Established in 1976 by educationalist Regina Doi, this school was initially set up to provide a bilingual education for children from nursery to pre-1st Grade. It grew popular with both local and international families and, over the years, expanded and rebranded. Eventually it became Aoba-Japan International School, part of a group of schools belonging to Aoba International Education Systems, owned by education provider Business Breakthrough.
Aoba’s biggest site is the all-through campus in Hikarigaoka, in Nerima City, 30 minutes north-east of central Tokyo. The school also has a kindergarten in Meguro and a new senior campus in Bunkyo. Although the low-rise main building looks dated externally, over the past couple of years the school has completed a full renovation (most recently, the middle-school classrooms were updated), so children are now taught in bright, open-plan rooms.
Parents tell us they like the large grounds, which include an outdoor pool (lacking in many international schools in Tokyo). There’s also a large modern gym that doubles as a performance space, the 25m pool, indoor/outdoor basketball courts and a playground with a climbing frame, slides and jungle gym that’s very popular with the younger years.
Middle-school pupils are encouraged to walk, cycle or use public transport. The school also provides a shuttle bus to Hikarigaoka station on the Oedo line, from where the train takes about 25 minutes to Shinjuku. There is no parking on campus, outside the gates or opposite the campus.
Group head of school is Australian Kenneth Sell, who has been here since 2014 and previously worked in international schools in China and Norway. Head of the Hikarigaoka campus is New Yorker Paul Fradale, who has lived in Japan for 19 years. He has been with Aoba since 2016, and his previous roles at the school include Middle Years Programme (MYP) coordinator.
There are rolling admissions throughout the year. Entrance into Aoba includes an interview with the admissions director (both parents and child), an age-appropriate assessment and an entrance examination to determine the child's level of general knowledge and whether learning support is needed. Everyone completes an English and maths proficiency test.
An IB World school since 2016, Aoba-Japan offers the Primary Years, Middle Years and IB Diploma Programmes.
In middle school (Grades 7 to 9), there are specialist teachers for maths, science, art and PE. Pupils are taught in multi-age groups for subjects such as English, individuals and society, design and Japanese. Grade 10 is very much a transition year when pupils decide which graduate pathway to choose, follow a student advisory programme (they have an advisory teacher for social and emotional guidance as well as in university decisions) and put together a personal project.
There is extremely good provision of EAL until Grade 8 and SEN throughout, with a cap of 30 per cent in each class who receive SEN support. English is the language of instruction and although it’s useful for pupils to have some English, it is not essential due to the level of support offered. The Aoba Action Learning Academy (ALA) is run at various campuses on weekends for pupils learning English, from beginner to advanced level. The school also runs an English school during the holidays that allows Japanese families to learn English without having to go abroad. Parents tell us that EAL is a very well thought-out programme, while we hear from pupils that communication is the lifelong skill they learn here.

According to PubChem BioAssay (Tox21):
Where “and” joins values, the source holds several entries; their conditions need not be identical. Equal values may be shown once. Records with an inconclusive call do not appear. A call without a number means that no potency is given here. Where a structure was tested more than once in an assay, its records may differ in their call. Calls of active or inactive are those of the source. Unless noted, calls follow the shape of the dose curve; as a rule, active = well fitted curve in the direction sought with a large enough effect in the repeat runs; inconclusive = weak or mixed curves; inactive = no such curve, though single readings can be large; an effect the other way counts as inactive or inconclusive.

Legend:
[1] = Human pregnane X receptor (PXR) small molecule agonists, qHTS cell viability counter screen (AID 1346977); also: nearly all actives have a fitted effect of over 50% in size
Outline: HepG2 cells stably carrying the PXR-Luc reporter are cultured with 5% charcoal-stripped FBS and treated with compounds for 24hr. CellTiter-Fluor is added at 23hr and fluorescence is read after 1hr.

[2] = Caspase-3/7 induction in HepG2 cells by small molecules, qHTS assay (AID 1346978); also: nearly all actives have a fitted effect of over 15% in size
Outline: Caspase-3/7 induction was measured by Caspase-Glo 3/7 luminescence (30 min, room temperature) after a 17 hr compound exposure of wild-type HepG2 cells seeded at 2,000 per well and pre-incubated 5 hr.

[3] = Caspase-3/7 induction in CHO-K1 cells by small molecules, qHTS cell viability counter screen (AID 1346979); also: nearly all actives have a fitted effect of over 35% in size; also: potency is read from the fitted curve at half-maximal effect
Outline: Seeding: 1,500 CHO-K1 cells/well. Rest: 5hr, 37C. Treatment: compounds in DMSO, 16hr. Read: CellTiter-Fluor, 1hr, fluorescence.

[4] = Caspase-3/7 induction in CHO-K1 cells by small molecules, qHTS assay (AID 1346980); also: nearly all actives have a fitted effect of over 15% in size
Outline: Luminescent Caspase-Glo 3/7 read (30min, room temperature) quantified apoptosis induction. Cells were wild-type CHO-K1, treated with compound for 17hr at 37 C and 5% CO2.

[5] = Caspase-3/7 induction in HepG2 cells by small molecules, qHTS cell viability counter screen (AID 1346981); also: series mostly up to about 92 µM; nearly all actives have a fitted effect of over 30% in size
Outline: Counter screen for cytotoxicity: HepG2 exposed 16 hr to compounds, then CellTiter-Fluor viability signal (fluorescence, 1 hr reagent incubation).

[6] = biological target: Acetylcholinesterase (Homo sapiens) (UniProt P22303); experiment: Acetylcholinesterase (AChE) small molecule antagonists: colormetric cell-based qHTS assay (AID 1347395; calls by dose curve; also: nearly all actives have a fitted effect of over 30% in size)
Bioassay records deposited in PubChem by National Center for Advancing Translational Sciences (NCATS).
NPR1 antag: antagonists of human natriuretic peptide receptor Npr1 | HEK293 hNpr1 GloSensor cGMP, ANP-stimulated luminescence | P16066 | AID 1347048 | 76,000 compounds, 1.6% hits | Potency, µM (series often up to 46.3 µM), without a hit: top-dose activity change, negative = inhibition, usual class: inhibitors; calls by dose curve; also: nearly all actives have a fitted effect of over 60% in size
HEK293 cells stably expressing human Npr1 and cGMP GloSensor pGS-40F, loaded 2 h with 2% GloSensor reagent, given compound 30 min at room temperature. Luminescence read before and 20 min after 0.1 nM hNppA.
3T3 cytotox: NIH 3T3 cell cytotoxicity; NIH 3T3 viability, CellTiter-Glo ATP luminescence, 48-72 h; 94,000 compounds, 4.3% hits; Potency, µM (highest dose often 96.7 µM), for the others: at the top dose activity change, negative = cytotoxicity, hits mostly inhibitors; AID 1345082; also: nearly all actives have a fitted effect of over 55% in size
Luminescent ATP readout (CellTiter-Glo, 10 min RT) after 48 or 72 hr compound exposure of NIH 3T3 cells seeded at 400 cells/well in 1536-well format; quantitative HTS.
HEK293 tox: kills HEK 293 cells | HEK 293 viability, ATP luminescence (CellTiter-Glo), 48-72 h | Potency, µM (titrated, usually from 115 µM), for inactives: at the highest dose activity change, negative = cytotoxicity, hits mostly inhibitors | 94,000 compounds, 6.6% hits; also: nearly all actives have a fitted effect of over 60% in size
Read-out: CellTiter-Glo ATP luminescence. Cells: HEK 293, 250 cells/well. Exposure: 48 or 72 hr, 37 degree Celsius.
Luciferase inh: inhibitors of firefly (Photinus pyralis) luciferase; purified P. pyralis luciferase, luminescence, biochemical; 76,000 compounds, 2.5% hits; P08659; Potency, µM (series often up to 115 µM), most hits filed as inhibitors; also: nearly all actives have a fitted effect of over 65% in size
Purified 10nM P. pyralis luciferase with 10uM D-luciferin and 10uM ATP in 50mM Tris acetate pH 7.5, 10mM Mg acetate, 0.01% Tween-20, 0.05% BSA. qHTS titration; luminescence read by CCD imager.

Visual arts are taught from kindergarten upwards and include print-making, mixed media, graphic design, photography, collage and illustration. Expect the usual array of choirs and bands. From Grade 4, a programme called Beginning Band is introduced in which pupils receive one-to-one music tuition on a musical instrument of their choice. Joining a performing music ensemble is compulsory in MYP.
Competitive sports include soccer, basketball and volleyball. Extracurricular activities (known as the After-School Programme) include soccer, volleyball, street dance, basketball, Lego, coding, handbell choir, taiko drums, graphic design and e-sports. We like the sound of urban farming, which teaches pupils how to grow healthy produce without chemicals (which they have done for their school community and the charity Second Harvest Foodbank). Field trips are offered to a range of countries including the US, Canada, the Philippines and Italy.
Although there are 46 nationalities in the student body, the community is mainly Japanese, with at least 65 per cent having at least one Japanese parent. There is an infirmary on site.
Parents tell us that Aoba-Japan is a friendly, welcoming place. All parents become members of the Family Community for an annual fee. Parents can organise events such as the spring carnival, family day and winter concerts, and in particular help as international ambassadors during the July-August summer camps.
Pupils say they feel like they can truly be themselves at Aoba, without having to fit into a certain mould, and that they learn while having fun – a change for those who come from local Japanese schools where the emphasis is often purely on academics.
Fresh food is prepared by Cezars Kitchen (including vegetarian and halal options) for the first-floor café.
Truly bilingual and rich in Japanese culture, this school has a solid reputation.